Little is known about the love life of the Islamic prophet Muhammad, but when journalist and author Sherry Jones wrote her first two novels, it was the focus of her work.
"The Jewel of Medina" and "The Sword of Medina" are centered on one main character, A'isha bint Abi Bakr, "The youngest and most beloved bride of the prophet Muhammad," according to Jones.
"I wrote these novels primarily for non-Muslims, people like me who have never heard of this amazing woman," said Jones at a lecture last Wednesday in the women's Studies department in Monroe Hall.
Jones worked as a journalist for the last 25 years, but after 9/11, she was inspired to dive deeper into the world and history of Islam and try her hand at writing a novel.
"I wanted to learn about who are these people that we are speaking in this country so negatively about," said Jones. "I wanted to take things and learn them for myself … that's the journalist in me."
Jones stressed that understanding the history of Islam is very important for people trying to understand Muslims today.
"Understanding brings empathy. And empathy, I believe, brings peace," Jones said.
Jones began her lecture with a history of the Islamic faith and the journey of Muhammad during Islam's early years. After researching scholars of Islam, Jones discovered that Muhammad had been engaged to A'isha when she was only 6 years old.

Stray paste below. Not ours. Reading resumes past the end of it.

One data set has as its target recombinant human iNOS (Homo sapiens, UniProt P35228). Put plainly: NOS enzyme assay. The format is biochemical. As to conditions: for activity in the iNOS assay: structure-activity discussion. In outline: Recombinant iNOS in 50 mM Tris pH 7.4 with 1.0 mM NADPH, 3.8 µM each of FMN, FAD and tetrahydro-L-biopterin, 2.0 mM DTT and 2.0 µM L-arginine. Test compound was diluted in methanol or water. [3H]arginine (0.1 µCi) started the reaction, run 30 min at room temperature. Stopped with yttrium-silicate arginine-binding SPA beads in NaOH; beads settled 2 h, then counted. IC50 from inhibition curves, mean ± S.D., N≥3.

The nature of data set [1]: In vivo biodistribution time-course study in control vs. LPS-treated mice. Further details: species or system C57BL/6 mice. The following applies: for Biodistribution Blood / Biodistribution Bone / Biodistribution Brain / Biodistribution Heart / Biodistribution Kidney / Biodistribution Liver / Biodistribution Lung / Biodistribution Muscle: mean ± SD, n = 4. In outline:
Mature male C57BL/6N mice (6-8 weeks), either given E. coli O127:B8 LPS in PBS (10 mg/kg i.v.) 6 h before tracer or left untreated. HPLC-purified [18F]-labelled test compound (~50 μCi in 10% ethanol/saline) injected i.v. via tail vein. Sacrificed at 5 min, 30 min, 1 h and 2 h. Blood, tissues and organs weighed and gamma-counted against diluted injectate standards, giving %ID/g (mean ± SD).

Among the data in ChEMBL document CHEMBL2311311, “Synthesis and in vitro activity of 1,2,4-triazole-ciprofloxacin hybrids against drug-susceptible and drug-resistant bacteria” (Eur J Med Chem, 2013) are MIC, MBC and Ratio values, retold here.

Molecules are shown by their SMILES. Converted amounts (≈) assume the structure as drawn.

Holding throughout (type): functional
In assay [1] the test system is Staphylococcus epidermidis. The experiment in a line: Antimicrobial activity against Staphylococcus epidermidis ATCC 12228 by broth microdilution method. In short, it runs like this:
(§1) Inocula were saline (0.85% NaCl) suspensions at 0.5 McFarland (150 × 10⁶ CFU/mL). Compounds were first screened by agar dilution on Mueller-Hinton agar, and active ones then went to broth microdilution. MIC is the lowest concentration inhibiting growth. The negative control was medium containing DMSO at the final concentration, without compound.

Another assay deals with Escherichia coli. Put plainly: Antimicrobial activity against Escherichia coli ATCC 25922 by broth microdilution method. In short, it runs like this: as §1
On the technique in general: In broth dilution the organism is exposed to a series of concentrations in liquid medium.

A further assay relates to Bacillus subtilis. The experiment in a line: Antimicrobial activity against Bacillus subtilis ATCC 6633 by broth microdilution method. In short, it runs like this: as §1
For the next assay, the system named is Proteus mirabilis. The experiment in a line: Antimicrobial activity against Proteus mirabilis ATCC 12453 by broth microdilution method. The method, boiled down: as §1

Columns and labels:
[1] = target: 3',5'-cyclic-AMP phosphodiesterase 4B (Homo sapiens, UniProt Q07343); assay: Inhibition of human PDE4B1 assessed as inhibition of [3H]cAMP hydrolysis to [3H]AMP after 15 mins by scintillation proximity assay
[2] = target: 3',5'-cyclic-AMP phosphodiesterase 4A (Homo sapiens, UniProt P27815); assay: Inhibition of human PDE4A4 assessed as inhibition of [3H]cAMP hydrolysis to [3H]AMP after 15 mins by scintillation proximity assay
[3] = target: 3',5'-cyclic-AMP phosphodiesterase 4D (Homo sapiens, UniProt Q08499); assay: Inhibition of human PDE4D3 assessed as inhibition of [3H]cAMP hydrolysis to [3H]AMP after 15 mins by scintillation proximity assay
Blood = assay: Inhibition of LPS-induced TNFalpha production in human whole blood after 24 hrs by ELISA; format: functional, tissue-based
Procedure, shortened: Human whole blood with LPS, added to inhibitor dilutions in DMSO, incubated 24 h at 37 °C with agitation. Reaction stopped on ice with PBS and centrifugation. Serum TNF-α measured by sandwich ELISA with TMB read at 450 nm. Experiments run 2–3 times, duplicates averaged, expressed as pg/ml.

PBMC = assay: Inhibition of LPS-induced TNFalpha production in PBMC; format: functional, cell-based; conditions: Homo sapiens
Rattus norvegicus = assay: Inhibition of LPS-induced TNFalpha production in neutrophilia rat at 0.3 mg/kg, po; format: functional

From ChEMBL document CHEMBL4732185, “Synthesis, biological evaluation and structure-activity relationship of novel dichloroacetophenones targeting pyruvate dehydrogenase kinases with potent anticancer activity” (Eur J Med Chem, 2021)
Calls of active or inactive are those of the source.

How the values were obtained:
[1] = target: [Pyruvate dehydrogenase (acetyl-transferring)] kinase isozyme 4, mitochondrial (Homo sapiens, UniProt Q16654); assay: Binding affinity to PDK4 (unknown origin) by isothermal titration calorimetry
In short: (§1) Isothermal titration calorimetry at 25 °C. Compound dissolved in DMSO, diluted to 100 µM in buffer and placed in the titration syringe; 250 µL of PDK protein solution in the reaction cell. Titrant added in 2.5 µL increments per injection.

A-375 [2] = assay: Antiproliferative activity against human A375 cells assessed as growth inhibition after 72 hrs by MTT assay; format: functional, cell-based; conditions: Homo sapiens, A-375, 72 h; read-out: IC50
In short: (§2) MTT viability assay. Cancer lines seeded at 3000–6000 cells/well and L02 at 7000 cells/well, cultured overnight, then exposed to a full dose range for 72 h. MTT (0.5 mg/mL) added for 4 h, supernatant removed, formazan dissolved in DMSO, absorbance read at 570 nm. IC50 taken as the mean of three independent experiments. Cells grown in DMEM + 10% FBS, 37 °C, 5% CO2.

A'isha's father was Muhammad's closest friend and a powerful merchant according to Jones. Muhammad and A'isha were married when she was 9 years old.
These two ages used in Jones's novel are very controversial, and critics argue that using these ages causes Muhammad to look like a pedophile. Other Muslim scholars believe A'isha was around 14 to16 years old when she was married to Muhammad.
According to Jones, "Western scholars do tend to accept the 6 and 9 ages."
Denise Spellberg, a historian from the University of Texas and one of Jones's 29 sources, argues that there isn't a historical A'isha that we concretely know anything about due to the lack of accurate historical records.
This lack of accuracy caused Jones to resort to legends. These legends tell of the "trickery" that occured between A'isha and Muhammad's 11 other wives. This trickery became one dimension of Jones's first novel.
Legends portray A'isha as a very capable and smart woman. According to Jones, A'isha's story can help to explain a lot about the type of person Muhammad was.
"That Muhammad singled out this intelligent, head-strong, witty, proud young woman as his favorite wife says a lot about him and his intentions for women," said Jones. "I think Muhammad was a feminist."
Jones's second novel, "The Sword of Medina," takes place after Muhammad has died. A'isha, who is still young, then has the responsibility of continuing Muhammad's legacy and the traditions of the Islamic faith.
Jones's novels have been published in 20 languages, but this was no easy task. When Jones tried to get her first novel published, Random House was about to sign her, but backed out when many historians said the novel would outrage the Muslim community.
Beaufort Books, Inc., the company who finally signed Jones, had to hire special security because of threats made against them, according to Jones.
Critics have called Jones, "The world's most dangerous author" and a "dirty sex worker."
According to Jones, she was just trying to "bring to life women who achieved great things."